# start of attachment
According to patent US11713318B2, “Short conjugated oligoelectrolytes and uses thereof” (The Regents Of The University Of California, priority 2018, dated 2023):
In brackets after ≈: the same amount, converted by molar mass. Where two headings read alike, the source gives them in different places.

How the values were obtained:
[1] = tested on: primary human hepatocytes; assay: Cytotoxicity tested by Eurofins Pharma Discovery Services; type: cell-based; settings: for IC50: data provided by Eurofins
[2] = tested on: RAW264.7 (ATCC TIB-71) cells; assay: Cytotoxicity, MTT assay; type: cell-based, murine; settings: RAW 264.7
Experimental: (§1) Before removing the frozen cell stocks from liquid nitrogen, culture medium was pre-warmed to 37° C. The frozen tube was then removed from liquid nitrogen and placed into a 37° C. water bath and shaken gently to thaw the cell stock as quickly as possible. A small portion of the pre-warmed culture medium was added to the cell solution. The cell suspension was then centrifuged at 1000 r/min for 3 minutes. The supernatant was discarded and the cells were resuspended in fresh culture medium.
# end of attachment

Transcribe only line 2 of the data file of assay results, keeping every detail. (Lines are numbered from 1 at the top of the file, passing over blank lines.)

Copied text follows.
In brackets after ≈: the same amount, converted by molar mass. Where two headings read alike, the source gives them in different places.